I frequently get questions about Kwanzaa and whether or not people in Africa celebrate it. Strictly speaking, Kwanzaa is not an African holiday. Generally, this time of year is when various rites of passage ceremonies take place – including circumcisions, and/or Christmas celebrations, and/or Family Day, and/or Ramadan (if it falls in December). Harvest celebrations fall during various times of the year depending on the country and when their harvest takes place. This is all dependent on the patterns of the dry and rainy seasons which vary from region to region.
Kwanzaa is a secular seven day holiday beginning on December 26th. This holiday was developed by Dr. Maulana Karenga and is observed by African-Americans. Kwanzaa was first celebrated in 1966.
Many elements of Kwanzaa come from African harvest celebrations. The word Kwanzaa is taken from the Swahili phrase matunda ya kwanza meaning first fruits. Each day of the Kwanzaa celebration is dedicated to one of the seven principles of Kwanzaa: Umoja (Unity), Kujichagulia (Self-Determination), Ujima (Collective Work and Responsibility), Ujamma (Cooperative Economics), Nia (Purpose), Kuumba (Creativity), Imani (Faith). These words along with mkeka, muhindi, kinara, mishumaa saba, kikombe cha umoja, zawadi, and karamu and many others used in the Kwanzaa celebrations are Swahili words. Interestingly, the word Kwanzaa is not a Swahili word, kwanza is.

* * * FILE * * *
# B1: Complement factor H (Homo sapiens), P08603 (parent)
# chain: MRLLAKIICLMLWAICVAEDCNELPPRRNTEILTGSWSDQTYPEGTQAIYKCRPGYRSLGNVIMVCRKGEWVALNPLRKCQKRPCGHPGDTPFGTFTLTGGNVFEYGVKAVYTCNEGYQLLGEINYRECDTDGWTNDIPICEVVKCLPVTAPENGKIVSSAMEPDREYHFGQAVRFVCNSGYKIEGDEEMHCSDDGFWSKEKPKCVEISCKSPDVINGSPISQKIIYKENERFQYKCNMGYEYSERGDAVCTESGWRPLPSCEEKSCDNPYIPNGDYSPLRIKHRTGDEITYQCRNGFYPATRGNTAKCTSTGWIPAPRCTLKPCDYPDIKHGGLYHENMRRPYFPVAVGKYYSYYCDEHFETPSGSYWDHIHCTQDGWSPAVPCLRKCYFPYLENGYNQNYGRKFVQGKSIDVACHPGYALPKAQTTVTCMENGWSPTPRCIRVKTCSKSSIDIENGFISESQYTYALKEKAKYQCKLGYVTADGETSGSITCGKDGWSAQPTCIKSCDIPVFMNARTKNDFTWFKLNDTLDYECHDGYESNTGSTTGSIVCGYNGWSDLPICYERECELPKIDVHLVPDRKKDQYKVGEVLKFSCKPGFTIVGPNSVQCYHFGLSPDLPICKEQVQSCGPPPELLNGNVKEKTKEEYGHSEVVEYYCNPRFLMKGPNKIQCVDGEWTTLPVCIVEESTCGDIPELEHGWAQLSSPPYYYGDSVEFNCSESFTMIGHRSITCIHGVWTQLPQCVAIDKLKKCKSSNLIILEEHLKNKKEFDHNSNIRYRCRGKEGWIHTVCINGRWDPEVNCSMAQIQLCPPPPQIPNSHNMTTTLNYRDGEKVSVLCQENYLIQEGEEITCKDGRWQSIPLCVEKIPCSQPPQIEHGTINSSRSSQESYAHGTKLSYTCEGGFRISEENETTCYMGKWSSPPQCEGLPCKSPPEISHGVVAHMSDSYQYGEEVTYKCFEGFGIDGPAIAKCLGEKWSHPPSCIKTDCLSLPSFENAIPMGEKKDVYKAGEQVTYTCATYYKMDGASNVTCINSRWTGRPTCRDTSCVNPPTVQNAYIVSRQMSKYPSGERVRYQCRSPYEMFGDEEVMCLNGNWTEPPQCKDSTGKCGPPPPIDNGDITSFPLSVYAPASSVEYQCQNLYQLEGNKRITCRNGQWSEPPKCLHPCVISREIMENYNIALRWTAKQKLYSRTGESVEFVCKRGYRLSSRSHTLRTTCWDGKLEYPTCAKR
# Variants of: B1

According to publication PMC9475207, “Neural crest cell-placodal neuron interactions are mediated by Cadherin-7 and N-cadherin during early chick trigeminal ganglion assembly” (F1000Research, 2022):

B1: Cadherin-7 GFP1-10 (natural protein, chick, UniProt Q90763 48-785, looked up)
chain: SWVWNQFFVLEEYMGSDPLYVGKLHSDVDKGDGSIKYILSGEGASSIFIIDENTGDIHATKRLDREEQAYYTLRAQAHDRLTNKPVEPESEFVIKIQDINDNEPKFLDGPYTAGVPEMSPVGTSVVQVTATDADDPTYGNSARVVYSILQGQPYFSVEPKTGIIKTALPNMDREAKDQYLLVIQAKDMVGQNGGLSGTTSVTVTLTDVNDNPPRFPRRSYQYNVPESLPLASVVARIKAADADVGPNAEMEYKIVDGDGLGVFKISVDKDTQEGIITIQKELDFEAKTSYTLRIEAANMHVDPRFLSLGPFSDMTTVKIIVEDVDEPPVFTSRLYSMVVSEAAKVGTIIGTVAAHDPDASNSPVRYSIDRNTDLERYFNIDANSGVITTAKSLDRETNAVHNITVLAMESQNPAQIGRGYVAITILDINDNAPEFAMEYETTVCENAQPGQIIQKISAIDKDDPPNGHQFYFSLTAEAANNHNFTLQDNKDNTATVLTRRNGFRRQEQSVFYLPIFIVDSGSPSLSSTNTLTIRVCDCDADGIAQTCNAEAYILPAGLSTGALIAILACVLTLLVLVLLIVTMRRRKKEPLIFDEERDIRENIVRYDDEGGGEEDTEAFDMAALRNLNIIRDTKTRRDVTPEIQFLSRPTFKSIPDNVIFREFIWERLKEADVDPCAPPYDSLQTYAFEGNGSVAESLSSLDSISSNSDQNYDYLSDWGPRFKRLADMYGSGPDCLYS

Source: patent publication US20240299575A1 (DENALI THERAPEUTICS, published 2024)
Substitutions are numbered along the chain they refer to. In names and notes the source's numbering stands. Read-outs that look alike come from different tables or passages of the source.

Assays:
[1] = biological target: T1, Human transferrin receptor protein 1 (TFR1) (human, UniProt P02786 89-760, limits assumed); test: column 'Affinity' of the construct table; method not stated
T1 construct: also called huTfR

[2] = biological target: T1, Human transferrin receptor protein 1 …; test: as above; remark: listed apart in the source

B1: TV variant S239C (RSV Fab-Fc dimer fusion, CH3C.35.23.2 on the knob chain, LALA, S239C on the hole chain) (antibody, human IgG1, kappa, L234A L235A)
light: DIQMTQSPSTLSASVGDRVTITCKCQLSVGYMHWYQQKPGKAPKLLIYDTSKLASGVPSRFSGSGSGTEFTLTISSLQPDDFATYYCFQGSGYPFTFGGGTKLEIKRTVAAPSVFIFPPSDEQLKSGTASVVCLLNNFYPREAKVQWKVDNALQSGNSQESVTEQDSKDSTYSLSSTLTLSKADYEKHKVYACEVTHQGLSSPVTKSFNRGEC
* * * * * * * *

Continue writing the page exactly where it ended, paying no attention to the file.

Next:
The majority of Africans who were enslaved in the United States came from the west coast, or French speaking coast, of Africa. The Swahili language is primarily spoken on the east coast of Africa (Kenya, Malawi, South Africa, Tanzania, Uganda, and Zambia) and the Swahili people make their home in Kenya and Tanzania, thus Swahili (language or people) really has nothing to do with the west coast of Africa.
When I first heard about Kwanzaa, one thing that struck me was the mishumaa saba (seven candles) and how similar that tradition was to the Jewish Hanukkah tradition of lighting the Hanukkah menorah or Hanukiyah which has seven or nine candles. I’ve often wondered if the mishumaa saba was borrowed from Jewish tradition. I have no proof of this. Although this isn’t necessarily a problem. The Jewish people were enslaved in Egypt, Ethiopia has a strong Jewish and Christian history, and Black Jews have been recently recognized by Israel as being Jewish.
African-Americans celebrate this holiday instead of Christmas to recognize their African roots or they feel Christmas is a white man’s holiday. Although, this is not what Dr. Karenga intended. Kwanzaa is to be celebrated along with your religious celebrations. However, if you are an African-American descended from slavery you are celebrating traditions from the east coast of Africa, instead of the west coast.
Kwanzaa appears to be a melting pot of African traditions and perhaps this is the intent for a celebration for African-Americans who live in a melting pot society.